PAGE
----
Camelot. . . Going, Going, Gone

THE MOST EAGERLY ANTICIPATED publishing event of 1996 is not a book at all but an auction catalog. Nearly a month before its publication in early March, Sotheby's, with orders for 15,000 copies, has already printed 100,000. At $90 for the hardcover and $45 for the paperback, that publishing schedule might seem wildly optimistic. But consider the title: "The Estate of Jacqueline Kennedy Onassis." Pretty catchy, eh?

Never mind that Mrs. Onassis's children have already taken what they want from the estate and donated thousands of historical items to the John F. Kennedy Library Foundation. Long before the auction's April 23-26 dates were announced last December, Sotheby's was deluged with queries. There were even calls from people "not known to Sotheby's," in the words of Sotheby's spokesperson Diana Phillips. "They wanted to know, "What does one have to do to attend an auction?' "

That's easy. First, you buy the catalog. That puts your name in a lottery, from which 30,000 names will be picked--to preview the collection. Another, much smaller lottery will select those few who can attend the auction, but most actually privileged to listen to the auctioneer's cry (auction lingo for spiel) will be, you may be sure, known to Sotheby's.

What do you get to see for the price of a catalog? The highlights begin with lot 453, the 40.42-carat diamond Aristotle Onassis gave her (the most expensive bauble in the 1,195 lots, estimated to bring $500,000 to $600,000). Then there are a couple of JFK's rocking chairs ($3,000 to $5,000), a traveling case owned by Marie Antoinette ($25,000 to $35,000) and two John Singer Sargent watercolors ($100,000 to $125,000 and $70,000 to $90,000).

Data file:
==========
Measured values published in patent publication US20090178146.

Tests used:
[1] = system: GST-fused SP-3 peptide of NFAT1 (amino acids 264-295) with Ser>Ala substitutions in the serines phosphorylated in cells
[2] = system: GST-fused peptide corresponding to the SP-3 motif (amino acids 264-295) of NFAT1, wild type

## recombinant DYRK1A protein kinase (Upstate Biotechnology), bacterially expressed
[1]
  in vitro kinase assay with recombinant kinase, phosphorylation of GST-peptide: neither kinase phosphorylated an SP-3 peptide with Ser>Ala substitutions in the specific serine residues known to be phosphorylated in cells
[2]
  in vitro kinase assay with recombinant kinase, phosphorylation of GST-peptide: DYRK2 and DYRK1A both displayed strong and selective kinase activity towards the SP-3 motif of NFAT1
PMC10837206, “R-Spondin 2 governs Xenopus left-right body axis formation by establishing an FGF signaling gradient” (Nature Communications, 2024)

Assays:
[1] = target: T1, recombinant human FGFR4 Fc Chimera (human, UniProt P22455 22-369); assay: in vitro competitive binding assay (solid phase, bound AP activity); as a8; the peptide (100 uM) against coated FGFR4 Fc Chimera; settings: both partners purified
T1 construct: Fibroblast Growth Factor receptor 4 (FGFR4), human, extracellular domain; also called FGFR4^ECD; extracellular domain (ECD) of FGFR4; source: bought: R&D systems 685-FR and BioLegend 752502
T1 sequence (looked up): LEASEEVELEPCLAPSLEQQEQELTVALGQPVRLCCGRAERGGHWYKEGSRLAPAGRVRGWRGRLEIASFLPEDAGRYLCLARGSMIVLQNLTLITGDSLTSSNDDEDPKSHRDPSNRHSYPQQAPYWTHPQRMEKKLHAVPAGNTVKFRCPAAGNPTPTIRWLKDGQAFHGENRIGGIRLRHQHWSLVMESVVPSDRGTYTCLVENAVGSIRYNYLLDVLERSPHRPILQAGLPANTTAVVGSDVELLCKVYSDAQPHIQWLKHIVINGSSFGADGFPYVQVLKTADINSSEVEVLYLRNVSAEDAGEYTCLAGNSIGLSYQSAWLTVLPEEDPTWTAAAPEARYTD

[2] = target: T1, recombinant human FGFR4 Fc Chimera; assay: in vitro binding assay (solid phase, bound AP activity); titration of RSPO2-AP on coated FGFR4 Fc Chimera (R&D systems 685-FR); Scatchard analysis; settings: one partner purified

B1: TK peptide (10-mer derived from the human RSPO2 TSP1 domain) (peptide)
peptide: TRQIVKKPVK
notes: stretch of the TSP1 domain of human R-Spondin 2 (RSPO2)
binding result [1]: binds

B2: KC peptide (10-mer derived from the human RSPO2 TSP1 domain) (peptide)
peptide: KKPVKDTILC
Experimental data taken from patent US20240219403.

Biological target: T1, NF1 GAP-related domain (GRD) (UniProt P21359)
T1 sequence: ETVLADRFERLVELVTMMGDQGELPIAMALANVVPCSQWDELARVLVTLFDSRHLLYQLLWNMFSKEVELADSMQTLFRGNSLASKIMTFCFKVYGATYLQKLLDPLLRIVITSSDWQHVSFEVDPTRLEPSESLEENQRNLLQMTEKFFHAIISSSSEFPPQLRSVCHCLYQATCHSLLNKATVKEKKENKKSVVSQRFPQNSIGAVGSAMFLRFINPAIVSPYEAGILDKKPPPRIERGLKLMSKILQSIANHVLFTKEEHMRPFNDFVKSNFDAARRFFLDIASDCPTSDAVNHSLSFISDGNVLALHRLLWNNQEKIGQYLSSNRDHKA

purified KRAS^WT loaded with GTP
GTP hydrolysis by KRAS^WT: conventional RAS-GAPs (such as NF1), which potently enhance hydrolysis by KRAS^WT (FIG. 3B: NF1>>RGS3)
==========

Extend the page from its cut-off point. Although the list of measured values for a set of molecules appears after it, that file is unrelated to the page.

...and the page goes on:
Yet tellingly, with few exceptions (the closet smoker's cigarette case, her grade-school French grammar book), the items say little about the world's most famous private person. These leftover furnishings hint that her Fifth Avenue apartment (which will be pictured in the catalog) looked like a lot of other homes inhabited by people of her class and background: comfortable, tasteful and a little dull. If you didn't know who had owned the equestrian paintings or the chintz-covered chair, you'd never give them a second glance, much less a bid. As David Redden of Sotheby's, who helped appraise the collection, admits, "We don't normally sell overstuffed furniture." There is a slightly picked-over quality to the collection. It includes a variety of expensive trinkets from Aristotle Onassis, which the Kennedy children presumably do not cherish.

Nonetheless, the whole lot is likely to sell for much more than the relatively low estimates (a black beaded necklace she wore with her sheath dresses is listed for only $200 to $300; three wire baskets the maid might have left behind sell for $30 to $50). What's really being sold here is not art or even taste but celebrity, a fact that makes the Sotheby's people slightly uncomfortable. But it's classic Jackie: celebrity doled out, in careful measure, on her own terms.